Hello Jane and All Other Bird Lovers,
Lately I’ve been stumped when people ask me ‘What’s with all the crows these days?” Like me, they are astonished and mystified at the huge numbers of these darksome creatures that sometimes, especially at sunset, seem to be taking over the skies here in Santa Cruz. (Spoiler alert: It turns out that crow populations are not increasing nationwide nor is a Hitchcock nightmare about to descend upon us.)
I decided I had better do a little online research and also pay closer attention to the actual crows around me! Here’s what I discovered when I googled ‘Why are there so many crows?’ First of all, the huge concentrations of crows is a five-month winter phenomenon, starting sometime in November and ending in March when the crows disperse to their individual territories to start building their nests and raising their young. Add to this the fact that large flocks of crows head south each year from Canada for the more hospitable winter climate of the states, adding large numbers to the ranks of local crows. Further add to this the fact that crows are wonderfully communal creatures, mating for life, and even depending on first and second year non-breeding siblings to help raise their new broods. During breeding season they are isolated from the rest of their clan . But once the kids are raised, I like to imagine, the crowd-loving crows all get together in raucous celebration of their temporary freedom from childcare responsibilities and in joy at hanging out with the rest of their huge clan that they don’t get to see for nine months. Whatever the true motivations and feelings are, these intrepid socialists gather in the hundreds, the thousands and even – in at least one documented case in Oklahoma – in the millions – with the purpose of all sleeping in a few trees together! It’s called roosting. Why do they do this? Primarily for safety say the experts. During the long winter nights, they are especially vulnerable to nighttime predators like Great-horned Owls. Roosting in large groups gives them more protection.
In the process of reading about crows, I also discovered that crows were originally drawn to agricultural lands outside of cities. But they were unwelcome guests –– driven off by guns, firecrackers and furious farmers who didn’t appreciate their fine brains. So over time the crows have congregated more and more in urban areas like ours – another reason that we see so many of them. They are mostly ground foragers preferring open spaces with just enough nearby trees for cover. They are never found in densely vegetated areas like forests. Being undiscriminating omnivores, they will eat just about anything – from wild plants and seeds to carrion and human garbage. This is another reason we city dwellers see so many of them. We have so much garbage lying around.
The one thing that I wasn’t able to find out from the online literature was more about their roosting. Close to sundown, I got to witness first hand large flocks of crows (about 250) flying in from all directions and assembling on some sycamores and cottonwoods along the river. They never stopped emitting their strident chatter, creating a huge, cacophonous racket that never stopped. Some of them hopped into the river for a very splashy bath, others got a drink of water, others gathered bedtime snacks along the sandbars and most of them settled into an already crowded tree for the night. I assumed they had found their night time roosting spot and were settling in for the night. I seems I was wrong.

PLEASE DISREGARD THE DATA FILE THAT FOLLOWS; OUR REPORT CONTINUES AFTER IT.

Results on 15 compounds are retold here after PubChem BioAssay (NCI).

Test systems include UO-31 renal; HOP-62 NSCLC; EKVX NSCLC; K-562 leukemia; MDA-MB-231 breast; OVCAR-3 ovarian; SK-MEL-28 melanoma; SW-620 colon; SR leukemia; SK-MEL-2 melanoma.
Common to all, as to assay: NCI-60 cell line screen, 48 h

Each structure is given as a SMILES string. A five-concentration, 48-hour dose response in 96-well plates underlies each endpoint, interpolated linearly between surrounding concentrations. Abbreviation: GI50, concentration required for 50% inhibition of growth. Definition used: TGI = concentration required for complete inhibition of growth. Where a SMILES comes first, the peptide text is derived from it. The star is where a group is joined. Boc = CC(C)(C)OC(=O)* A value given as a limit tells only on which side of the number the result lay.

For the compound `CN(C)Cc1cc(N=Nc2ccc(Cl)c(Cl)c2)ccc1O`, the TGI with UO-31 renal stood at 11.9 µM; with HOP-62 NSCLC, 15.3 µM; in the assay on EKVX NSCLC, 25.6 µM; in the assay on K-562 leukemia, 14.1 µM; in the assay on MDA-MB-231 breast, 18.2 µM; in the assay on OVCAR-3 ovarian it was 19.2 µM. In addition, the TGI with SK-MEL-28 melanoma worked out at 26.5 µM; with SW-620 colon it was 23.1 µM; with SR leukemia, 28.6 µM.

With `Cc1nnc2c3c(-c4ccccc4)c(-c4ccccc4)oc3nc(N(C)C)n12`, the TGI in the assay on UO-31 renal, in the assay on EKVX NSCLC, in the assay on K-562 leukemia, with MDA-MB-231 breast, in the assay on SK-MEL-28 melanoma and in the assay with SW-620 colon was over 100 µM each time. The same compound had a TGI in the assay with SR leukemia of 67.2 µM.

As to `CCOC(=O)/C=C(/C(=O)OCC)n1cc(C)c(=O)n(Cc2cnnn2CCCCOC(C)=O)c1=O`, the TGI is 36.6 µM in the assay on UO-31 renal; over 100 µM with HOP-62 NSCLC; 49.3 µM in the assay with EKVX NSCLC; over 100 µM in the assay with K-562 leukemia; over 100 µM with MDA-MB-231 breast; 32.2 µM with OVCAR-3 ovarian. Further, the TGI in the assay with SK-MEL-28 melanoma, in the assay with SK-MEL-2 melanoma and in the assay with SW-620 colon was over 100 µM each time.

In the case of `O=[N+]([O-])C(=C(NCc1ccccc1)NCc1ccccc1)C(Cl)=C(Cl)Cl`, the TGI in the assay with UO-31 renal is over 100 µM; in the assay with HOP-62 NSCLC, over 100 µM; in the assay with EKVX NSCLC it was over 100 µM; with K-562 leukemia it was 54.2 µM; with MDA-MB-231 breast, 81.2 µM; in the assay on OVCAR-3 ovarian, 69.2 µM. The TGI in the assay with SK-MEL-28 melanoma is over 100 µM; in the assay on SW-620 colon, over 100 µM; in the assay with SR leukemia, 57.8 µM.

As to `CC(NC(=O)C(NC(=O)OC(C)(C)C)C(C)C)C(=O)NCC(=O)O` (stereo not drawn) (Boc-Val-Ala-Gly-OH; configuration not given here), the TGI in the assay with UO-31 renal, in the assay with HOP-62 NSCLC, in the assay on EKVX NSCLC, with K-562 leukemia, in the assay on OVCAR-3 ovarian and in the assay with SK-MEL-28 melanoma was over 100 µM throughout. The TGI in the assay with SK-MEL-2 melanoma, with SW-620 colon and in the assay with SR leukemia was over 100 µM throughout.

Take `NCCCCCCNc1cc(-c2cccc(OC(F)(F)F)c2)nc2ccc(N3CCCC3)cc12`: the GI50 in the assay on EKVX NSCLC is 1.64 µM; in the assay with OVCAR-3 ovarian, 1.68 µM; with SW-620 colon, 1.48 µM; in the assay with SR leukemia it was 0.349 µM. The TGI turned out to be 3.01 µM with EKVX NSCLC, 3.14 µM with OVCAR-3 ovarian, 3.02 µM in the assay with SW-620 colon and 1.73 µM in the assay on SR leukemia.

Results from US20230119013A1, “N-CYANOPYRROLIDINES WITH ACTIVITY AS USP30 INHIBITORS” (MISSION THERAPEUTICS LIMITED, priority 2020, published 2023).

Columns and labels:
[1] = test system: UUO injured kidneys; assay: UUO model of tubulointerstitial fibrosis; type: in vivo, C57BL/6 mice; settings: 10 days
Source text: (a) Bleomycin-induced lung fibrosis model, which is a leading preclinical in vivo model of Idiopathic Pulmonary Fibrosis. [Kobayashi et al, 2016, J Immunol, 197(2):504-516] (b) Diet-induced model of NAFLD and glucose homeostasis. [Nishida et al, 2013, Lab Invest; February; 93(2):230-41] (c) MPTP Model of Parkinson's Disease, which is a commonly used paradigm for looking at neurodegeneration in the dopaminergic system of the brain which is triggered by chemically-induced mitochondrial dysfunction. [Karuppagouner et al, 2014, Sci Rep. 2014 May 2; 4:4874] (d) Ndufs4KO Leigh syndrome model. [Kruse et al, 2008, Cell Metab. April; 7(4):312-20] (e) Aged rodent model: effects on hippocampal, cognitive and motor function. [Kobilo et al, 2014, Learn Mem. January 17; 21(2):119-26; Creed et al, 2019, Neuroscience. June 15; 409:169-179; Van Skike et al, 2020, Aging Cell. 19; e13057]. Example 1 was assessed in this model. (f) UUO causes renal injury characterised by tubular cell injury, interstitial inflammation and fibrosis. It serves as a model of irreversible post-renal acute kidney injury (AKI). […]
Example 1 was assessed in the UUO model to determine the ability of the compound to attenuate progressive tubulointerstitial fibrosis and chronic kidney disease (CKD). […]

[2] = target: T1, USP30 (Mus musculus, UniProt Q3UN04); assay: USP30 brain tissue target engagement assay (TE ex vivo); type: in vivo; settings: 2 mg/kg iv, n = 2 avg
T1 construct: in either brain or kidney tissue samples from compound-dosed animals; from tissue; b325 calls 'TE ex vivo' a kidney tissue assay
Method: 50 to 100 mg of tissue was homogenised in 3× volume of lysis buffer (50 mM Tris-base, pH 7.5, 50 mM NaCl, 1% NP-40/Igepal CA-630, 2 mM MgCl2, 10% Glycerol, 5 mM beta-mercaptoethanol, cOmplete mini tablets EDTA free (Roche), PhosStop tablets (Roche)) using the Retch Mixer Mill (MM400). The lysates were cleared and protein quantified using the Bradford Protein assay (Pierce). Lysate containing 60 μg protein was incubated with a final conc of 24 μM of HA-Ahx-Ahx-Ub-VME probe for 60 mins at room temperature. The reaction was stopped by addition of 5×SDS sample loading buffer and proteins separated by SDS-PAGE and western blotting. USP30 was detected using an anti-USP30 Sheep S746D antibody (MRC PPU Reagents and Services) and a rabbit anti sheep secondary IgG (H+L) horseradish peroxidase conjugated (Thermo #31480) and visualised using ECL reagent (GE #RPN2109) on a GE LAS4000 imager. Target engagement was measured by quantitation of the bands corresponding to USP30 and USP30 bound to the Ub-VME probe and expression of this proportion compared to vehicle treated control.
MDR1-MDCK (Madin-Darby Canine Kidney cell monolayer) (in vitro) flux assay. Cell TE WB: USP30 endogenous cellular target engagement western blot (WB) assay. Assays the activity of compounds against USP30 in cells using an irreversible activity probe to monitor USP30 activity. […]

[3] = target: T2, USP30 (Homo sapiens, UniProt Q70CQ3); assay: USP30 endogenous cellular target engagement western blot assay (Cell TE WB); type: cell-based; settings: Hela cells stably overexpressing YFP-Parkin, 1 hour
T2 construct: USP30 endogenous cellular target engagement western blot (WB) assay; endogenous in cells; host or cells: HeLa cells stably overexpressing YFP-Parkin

The second time I watched the scene, I again saw them all settling into the cottonwoods along the Benchlands. But I hung around longer this time. After about 30 minutes it slowly dawned on me that they were peeling off alone or in groups of 2 or 3 , leaving the tree I was photographing more and more empty – until it was entirely bare. Now I saw dark shapes slipping silently downstream in the twilight, no longer a loud chorus of wildly chattering birds.
Were the sycamores that I had been watching only a way station? It suddenly made sense to me that the wily crows might not have wanted to advertise their actual sleeping place with so much drama. It was as if they had chosen their first place as a site where they could greet each other, pass on messages of the day, bathe, snack, and maybe talk about where they would go next. But perhaps haunted by memories of furious farmers with guns, or of Great Horned Owls (crows have prodigious memories), they understandably did not want to advertise where they actually planned to spend the night. I tried to follow them. I crossed the bridge, followed them downstream in the direction they were all going and peered out into the distance. But no sounds and no flocks. They had given me the slip! I went home and started reading and discovered the term ‘pre-roosting site’. Ah! That was the concept I needed to understand what I had just seen. I am now seriously on the trail of a final roosting site! I’m wondering how many birds might be found there. I wish I could tell them I carry only a camera and a loving heart, not a gun. Nor do I want to eat them. I’m a vegan.
While in pursuit of the departing crows I saw 10 CANADA GEESE AND 2 GREATER WHITE-FRONTED GEESE, calmly nibbling away on the grassy lawns near the Duck Pond. This was only my second sighting of the latter less common goose, bringing my total goose species to three this year – including the much rarer Snow Goose I wrote about several months ago. The orange legs, white forehead shield and pinkish beak of the Greater White-fronted Goose give her quite a fanciful look, don’t you think?
Bad as the world can seem some days under the new Trump regime, there is still lots to crow about, isn’t there! At least in the world of birds. Let’s keep cawing loudly about these wonderful birds on our river!
My best to all lovers of nature.